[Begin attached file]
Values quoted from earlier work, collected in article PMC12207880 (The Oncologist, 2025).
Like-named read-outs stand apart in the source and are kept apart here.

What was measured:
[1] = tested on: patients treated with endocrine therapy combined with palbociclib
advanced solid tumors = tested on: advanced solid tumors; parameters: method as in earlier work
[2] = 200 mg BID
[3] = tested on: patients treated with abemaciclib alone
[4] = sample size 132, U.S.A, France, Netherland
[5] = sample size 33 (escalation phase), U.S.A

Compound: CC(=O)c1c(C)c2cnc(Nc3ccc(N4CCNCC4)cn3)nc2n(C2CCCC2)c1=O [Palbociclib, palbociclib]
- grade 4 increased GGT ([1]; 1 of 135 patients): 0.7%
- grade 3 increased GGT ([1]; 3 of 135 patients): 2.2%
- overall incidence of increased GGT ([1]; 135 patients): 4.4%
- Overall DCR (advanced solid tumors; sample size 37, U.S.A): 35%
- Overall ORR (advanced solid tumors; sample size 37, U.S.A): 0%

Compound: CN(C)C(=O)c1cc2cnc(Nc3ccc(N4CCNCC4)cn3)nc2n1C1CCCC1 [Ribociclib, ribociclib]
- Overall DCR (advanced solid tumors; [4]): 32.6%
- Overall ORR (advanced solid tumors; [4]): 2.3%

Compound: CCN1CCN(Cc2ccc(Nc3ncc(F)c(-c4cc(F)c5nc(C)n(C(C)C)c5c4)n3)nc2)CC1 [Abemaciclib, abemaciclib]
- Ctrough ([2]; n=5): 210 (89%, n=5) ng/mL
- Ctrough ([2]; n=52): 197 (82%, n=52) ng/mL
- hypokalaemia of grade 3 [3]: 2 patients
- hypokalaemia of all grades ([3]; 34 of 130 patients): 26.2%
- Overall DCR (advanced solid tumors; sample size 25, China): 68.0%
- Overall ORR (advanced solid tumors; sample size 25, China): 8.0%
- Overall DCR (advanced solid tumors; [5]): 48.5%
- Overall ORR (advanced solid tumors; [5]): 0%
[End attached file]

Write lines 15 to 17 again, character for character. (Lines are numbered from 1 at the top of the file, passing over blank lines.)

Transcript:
- Overall ORR (advanced solid tumors; sample size 37, U.S.A): 0%

Compound: CN(C)C(=O)c1cc2cnc(Nc3ccc(N4CCNCC4)cn3)nc2n1C1CCCC1 [Ribociclib, ribociclib]
- Overall DCR (advanced solid tumors; [4]): 32.6%